Innuit Keinek Ivik (Esquimo Hunting Walrus) (1915) Lithograph 16.5 x 25.5 cm

Beyond the production of the drawings themselves, the artist participated in many aspects of the expedition and the filmmaking, and Flaherty described Nungusuituq as “the Eskimo artist par excellence at either drawing or carving on ivory,” [3]. In notes and records from Flaherty, he has suggested that one of Nungusuituq’s drawings included in the portfolio, titled Innuit Pektockseauk (Esquimaux Playing a Game), was to be the basis of a specific scene in the now destroyed 1914 film, and so it is possible that the sequence of shots are based on the series of drawings [4].  Works like Netsuiekseeak Okeeyuitme (Seal Hunting in Winter), thoughtfully composed scenes of overwintering around Amadjuak Bay, exemplify the broader importance of the preservation of Inuit cultural identity through the representation of traditional practices on paper. These snapshots of Arctic life from the early twentieth century have served as essential documentary images, not only for those like Flaherty, who elicited their production, but also for Inuit themselves. The exploration of themes such as Inuit cultural traditions, traditional lifestyle, community, labour and the land can be seen throughout the contemporary history of printmaking. From Niviaksiak’s (1908-1959) sealskin stencil Eskimo Fishing Through Ice (published in the first Eskimo Graphic Art catalogue in 1959) to Pitaloosie Saila’s stonecut Journey by Dog Team (printed by Qavavau Manumie and published in the 2018 Cape Dorset Annual Print Collection), these themes have been consistently represented and remain visibly relevant to contemporary Inuit cultural identity.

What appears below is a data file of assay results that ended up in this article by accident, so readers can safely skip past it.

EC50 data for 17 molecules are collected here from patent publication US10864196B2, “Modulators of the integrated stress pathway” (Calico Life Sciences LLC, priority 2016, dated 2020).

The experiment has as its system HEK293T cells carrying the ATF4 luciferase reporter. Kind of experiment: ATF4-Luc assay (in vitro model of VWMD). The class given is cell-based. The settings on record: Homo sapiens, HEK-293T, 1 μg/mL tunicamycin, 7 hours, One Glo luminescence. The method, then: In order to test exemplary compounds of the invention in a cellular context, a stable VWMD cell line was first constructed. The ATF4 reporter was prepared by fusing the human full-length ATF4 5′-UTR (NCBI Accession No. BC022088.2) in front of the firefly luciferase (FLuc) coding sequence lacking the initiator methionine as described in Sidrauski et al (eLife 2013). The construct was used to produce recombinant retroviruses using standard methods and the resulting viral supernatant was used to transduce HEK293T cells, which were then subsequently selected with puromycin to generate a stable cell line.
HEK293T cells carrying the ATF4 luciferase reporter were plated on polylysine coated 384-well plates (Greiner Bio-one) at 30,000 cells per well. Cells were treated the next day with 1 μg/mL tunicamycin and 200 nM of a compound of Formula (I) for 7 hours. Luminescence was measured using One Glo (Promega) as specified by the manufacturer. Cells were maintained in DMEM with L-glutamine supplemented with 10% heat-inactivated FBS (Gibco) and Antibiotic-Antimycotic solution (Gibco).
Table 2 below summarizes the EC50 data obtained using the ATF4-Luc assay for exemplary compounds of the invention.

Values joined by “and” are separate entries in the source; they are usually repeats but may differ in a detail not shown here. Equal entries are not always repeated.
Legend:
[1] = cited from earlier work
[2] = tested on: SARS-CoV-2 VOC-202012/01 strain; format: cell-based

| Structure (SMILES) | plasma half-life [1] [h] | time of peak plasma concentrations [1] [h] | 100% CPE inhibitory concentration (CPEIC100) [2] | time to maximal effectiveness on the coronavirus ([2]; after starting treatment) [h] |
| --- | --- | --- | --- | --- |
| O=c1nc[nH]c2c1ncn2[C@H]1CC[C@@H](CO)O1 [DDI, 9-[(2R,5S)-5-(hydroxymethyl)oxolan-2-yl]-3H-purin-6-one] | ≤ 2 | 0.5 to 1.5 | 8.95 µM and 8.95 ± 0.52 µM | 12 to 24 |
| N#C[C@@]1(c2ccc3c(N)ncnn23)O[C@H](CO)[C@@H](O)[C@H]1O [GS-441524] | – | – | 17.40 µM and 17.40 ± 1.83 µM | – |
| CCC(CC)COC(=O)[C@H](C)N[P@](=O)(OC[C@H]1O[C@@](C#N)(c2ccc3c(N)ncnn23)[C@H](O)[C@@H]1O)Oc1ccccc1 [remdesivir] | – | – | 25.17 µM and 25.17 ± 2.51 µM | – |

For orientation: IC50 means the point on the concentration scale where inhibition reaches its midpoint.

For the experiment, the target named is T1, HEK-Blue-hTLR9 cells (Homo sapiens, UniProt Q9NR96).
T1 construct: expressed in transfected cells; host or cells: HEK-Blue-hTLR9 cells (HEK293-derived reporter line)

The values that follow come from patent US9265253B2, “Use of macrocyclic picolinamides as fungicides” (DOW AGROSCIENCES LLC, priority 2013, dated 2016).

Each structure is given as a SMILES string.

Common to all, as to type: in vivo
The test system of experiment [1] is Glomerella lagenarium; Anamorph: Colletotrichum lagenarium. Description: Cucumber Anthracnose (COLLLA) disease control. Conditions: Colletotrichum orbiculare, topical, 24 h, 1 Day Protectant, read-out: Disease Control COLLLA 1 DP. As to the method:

Ivik Keinek Okeeyuitme (Walrus Hunting in Winter) (1915) Lithograph 16.5 x 25.5 cm

Though the transaction between Flaherty and Nungusuituq may seem isolated from what we know of the printmaking process today, as the production of prints by Inuit themselves is an essential element of the print studio dynamic, this exchange is foreshadowing. The incentivizing of pencil and paper-based artistic production for the purpose of reproduction through printing is an early example of the evolving print economy and the relationship between Inuit artists and the early patrons of Inuit prints. 

The influence of this small body of work, alongside the complex and layered narratives about its creator, while not widely known, continues to endure. The precedent set by these drawings and subsequent prints for a future generation of artists, who have gone on to claim control over the means of their own artistic production in Kinngait and beyond, cannot be underestimated. While many questions remain regarding the details of these works, their impact is difficult to overstate. A milestone work by a mysterious figure in the history of Inuit art, Nungusuituq lives on through the indelible quality of the printed image. Inuk artist par excellence, enigmatic and everlasting. 


­1 Peter Pitseolak and Dorothy Harley Eber, People from Our Side: An Inuit Record of Seekooseelak – The Land of the People of Cape Dorset, Baffin Island. A Life Story with Photographs by Peter Pitseolak and Oral Biography by Dorothy Harley Eber (Edmonton: Hurtig Publishers, 1975), 88. 

2 Jo-Anne Danzker, ed., Robert Flaherty, Photographer/ Filmmaker: The Inuit 1910-1922 (Vancouver: Vancouver Art Gallery, 1979), 54. 

3 Ibid. 

4 An edition of 200 facsimiles were made in 2001, which are now spread throughout various libraries and private collections. Jo-Anne Birnie Danzker, “Robert Flaherty/Photographer,” Studies in Visual Communication 6, no. 2 (Summer 1980): 21.   

This Legacy was originally published in the Fall 2019 issue of the Inuit Art Quarterly.